Observers say Modi has okayed his visit to China in a spirit of reciprocation without noting how many of Xi's promises have been implemented so far. “China had promised to invest in industrial parks in Gujarat and Maharashtra and assured Indian investments in the software sector. There has been no progress on those fronts,” says Kanwal Sibal, former Indian diplomat. He says that traditionally a Beijing trip by an Indian prime minister is not undertaken without very serious strategising.
American Sinologist Aaron Friedberg says Chinese plans about the trip are not yet clear. "It is evident that they want to make some symbolic gesture," he says. "Most probably, they want to keep the Indian government engaged and do not want to stay cold on Modi." Friedberg says there is a growing international perception that when it comes to Sino-Indian ties, there are differences between the Indian civilian and military establishments.
Concerns over India’s nuclear status could be a point that China would want to raise. "China is worried about India’s de facto nuclear power status, which has helped India up its demands in multilateral forums like the Nuclear Suppliers Group and the UN Security Council where India is insisting on permanent membership. Though China cannot do anything to prevent India’s de facto nuclear status, Modi will experience the Chinese position on nuclear and multilateral issues closely," says Friedberg.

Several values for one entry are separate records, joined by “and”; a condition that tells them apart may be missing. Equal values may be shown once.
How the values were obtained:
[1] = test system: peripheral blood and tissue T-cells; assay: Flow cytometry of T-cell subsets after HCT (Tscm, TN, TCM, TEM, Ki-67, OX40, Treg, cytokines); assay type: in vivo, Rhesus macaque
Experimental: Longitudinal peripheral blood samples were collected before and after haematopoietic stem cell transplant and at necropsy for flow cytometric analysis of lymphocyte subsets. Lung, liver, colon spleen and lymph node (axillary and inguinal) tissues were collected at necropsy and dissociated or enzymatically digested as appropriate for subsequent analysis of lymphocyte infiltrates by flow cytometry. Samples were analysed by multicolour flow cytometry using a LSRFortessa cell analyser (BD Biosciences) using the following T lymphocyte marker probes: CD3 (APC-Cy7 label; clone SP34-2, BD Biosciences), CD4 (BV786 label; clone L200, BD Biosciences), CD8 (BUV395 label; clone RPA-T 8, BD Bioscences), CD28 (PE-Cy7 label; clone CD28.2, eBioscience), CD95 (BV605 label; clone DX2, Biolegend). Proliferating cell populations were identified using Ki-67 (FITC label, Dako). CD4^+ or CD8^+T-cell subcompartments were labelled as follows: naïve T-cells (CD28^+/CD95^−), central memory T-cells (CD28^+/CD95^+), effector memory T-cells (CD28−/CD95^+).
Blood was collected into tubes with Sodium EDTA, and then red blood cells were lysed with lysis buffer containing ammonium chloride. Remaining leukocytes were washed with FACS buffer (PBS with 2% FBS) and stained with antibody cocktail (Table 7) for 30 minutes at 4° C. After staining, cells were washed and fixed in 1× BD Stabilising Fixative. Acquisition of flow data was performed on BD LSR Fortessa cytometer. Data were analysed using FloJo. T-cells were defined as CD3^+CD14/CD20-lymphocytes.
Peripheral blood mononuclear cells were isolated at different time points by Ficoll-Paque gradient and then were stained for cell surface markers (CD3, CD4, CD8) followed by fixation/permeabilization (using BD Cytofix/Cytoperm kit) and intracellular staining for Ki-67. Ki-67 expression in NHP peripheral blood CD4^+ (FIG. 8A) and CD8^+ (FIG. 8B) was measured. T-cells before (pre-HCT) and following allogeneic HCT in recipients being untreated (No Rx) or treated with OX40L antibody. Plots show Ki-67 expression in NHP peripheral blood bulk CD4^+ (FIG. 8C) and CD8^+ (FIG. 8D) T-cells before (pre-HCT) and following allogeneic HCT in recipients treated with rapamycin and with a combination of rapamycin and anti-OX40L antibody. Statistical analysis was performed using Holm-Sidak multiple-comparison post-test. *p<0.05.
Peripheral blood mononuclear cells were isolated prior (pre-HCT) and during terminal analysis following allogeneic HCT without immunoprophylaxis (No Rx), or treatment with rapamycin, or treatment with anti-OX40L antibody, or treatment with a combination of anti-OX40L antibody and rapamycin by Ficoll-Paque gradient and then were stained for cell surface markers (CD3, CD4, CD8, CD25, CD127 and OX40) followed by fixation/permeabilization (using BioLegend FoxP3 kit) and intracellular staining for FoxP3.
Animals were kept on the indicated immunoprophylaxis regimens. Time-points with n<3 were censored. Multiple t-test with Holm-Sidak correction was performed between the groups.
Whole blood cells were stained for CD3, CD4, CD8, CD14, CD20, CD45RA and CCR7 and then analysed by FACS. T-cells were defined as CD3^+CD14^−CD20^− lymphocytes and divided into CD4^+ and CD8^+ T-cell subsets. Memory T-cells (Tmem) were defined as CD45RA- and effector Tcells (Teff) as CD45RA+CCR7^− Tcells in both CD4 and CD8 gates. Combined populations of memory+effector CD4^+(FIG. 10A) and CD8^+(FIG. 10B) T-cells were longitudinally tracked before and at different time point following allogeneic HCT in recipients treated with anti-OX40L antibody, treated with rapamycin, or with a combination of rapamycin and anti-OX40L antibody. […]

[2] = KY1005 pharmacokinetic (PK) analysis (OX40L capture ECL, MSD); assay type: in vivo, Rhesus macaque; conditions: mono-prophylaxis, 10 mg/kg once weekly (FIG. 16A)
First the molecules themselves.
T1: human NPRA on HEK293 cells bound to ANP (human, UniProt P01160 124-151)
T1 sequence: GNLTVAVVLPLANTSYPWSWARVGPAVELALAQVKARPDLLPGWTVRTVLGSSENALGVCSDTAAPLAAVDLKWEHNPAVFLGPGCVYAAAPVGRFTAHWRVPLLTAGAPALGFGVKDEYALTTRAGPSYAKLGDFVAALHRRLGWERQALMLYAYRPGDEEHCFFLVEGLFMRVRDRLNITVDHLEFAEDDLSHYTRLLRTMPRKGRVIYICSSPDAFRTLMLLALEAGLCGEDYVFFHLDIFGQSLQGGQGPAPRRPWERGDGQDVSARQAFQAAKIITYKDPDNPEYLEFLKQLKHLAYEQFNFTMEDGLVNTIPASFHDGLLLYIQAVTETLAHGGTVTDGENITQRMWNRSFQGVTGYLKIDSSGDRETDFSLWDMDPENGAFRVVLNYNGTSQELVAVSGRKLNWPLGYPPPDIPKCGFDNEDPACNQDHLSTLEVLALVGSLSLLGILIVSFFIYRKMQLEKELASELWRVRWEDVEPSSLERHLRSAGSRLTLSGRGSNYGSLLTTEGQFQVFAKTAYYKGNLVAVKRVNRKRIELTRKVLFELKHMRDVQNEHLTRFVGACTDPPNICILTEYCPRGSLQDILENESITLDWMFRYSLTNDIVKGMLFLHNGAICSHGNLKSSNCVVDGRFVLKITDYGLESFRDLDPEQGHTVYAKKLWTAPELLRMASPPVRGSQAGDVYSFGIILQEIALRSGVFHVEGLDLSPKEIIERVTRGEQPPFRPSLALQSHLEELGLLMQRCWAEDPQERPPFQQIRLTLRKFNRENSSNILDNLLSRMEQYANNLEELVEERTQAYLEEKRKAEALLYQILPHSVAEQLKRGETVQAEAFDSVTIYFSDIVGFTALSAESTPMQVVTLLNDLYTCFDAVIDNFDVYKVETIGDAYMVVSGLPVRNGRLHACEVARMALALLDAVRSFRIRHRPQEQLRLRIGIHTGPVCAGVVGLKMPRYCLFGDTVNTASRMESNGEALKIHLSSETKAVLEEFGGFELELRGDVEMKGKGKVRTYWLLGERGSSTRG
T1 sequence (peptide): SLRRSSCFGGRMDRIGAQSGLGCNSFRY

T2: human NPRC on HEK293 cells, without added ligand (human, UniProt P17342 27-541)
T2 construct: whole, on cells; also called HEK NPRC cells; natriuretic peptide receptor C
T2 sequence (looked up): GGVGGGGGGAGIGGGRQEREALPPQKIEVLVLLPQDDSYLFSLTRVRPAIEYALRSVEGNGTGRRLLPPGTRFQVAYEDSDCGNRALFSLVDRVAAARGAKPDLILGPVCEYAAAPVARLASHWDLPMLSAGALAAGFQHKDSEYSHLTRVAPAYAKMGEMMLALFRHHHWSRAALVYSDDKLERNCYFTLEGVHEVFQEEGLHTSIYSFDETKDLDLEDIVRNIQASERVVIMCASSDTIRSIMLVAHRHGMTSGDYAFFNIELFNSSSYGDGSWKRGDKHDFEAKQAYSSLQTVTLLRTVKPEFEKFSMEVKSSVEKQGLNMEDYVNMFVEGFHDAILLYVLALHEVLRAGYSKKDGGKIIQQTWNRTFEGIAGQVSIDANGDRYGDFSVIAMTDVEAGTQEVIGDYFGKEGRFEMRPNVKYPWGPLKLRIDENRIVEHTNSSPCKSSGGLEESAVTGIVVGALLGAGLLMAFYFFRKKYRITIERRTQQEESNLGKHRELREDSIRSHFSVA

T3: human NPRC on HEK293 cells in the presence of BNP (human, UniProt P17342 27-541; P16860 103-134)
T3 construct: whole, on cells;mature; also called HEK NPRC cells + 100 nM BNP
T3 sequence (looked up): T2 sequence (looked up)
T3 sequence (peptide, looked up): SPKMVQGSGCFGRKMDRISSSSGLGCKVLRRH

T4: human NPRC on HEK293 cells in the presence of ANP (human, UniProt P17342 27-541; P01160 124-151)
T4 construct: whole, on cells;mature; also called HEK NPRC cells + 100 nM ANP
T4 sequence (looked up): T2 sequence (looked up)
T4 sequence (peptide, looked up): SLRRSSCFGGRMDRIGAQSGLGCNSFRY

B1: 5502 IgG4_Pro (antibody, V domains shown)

Modi will get a chance to deal with concerns like the growing China-Pakistan ties, which got a major boost when Xi announced projects worth $46 billion during his visit to Pakistan last month. Sibal says the deal is a setback to Modi’s China policy. Stapled Chinese visa for residents of Arunachal Pradesh and the border disputes, too, are likely to be taken up during the visit. South Block sources say the two sides will try to find ways to add life to the talks between special representatives Ajit Doval and Yang Jiechi on the border dispute. Doval and Yang met for the first time earlier this year, without any substantial results. Sources say the "out of the box" solution for the border dispute, which External Affairs Minister Sushma Swaraj had spoken about after her meeting with Chinese Foreign Minister Wang Yi in February, remains elusive. China, for instance, reacted angrily when Modi visited Arunachal Pradesh in February to launch a rail link.